For Immediate Release
Contact: Monica Miller, 202-238-9088, email@example.com
(Washington, D.C., May 21, 2018)—Today the American Humanist Association (AHA) filed an amicus brief with the U.S. Court of Appeals for the D.C. Circuit against a lower court ruling that legitimized the U.S. House of Representatives’ practice of excluding atheists and Humanists from participating in the legislative invocation practice.
U.S. District Judge Rosemary M. Collyer ruled against plaintiff Dan Barker in his case against House Chaplain Patrick Conroy for preventing him from delivering a secular invocation. Also named as a defendant was Paul Ryan, speaker of the House, who oversees the chaplain's office.
“Allowing the lower court’s ruling to stand would go against decades of binding First Amendment precedent holding that the government cannot prefer some religions over others, and religion over nonreligion,” said Monica Miller, Senior Counsel of the AHA’s Legal Center. “The Supreme Court in Town of Greece made clear that although legislative prayer is allowed as an exception to the general rule against government-endorsed prayer, the government cannot play favorites in selecting legislative invocators and certainly cannot categorically exclude Humanists and atheists from the practice.”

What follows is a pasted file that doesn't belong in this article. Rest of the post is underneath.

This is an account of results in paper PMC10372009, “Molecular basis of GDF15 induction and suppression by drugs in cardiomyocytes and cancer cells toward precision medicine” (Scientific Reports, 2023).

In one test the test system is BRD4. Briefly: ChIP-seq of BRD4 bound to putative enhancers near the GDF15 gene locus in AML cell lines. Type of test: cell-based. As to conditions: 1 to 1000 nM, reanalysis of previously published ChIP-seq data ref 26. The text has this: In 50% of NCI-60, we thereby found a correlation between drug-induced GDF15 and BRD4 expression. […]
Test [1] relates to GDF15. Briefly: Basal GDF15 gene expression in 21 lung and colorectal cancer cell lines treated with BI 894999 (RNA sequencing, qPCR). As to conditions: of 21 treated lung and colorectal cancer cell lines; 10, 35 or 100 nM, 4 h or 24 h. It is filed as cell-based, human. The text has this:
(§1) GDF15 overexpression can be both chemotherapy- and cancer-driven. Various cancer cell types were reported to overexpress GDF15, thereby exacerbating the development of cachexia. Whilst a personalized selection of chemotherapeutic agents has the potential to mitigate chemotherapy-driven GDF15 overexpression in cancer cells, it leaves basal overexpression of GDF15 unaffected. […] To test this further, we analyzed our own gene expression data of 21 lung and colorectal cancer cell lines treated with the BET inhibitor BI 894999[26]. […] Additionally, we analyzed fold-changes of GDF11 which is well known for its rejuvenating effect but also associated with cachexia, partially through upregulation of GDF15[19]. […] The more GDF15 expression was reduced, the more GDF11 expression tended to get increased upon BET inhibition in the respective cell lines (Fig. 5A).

This brief is filed on the heels of the AHA’s recent legal victory in the U.S. District Court of North Carolina, which ruled that the disparate treatment of Humanist inmates violates the Establishment Clause of the First Amendment and Equal Protection Clause of the Fourteenth Amendment. The AHA also filed an amicus brief in support of the Appellees in Williamson et al v. Brevard County involving a similar issue.
Read the brief here.
Founded in 1941 and headquartered in Washington, D.C., the American Humanist Association (AHA) works to protect the rights of humanists, atheists, and other nontheistic Americans. The AHA advances the ethical and life-affirming worldview of humanism, which—without beliefs in any gods or other supernatural forces—encourages individuals to live informed and meaningful lives that aspire to the greater good of humanity.
Special thanks to the Louis J. Appignani Foundation for their support of the Appignani Humanist Legal Center.